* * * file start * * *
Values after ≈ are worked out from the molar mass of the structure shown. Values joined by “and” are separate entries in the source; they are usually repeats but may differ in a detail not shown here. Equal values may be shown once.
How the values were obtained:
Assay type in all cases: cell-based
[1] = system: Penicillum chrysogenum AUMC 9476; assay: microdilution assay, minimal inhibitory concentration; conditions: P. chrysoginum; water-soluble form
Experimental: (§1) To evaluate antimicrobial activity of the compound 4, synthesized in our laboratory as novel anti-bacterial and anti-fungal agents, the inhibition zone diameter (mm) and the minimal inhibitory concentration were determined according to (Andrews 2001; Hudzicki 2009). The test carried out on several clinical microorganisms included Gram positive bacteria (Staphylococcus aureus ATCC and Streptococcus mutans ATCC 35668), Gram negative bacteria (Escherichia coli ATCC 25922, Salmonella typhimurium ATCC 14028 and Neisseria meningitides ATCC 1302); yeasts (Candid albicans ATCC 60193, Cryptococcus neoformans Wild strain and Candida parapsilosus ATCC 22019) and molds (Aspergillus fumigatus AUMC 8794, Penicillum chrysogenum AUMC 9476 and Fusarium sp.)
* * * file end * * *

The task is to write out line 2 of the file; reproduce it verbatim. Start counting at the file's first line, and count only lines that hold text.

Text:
How the values were obtained: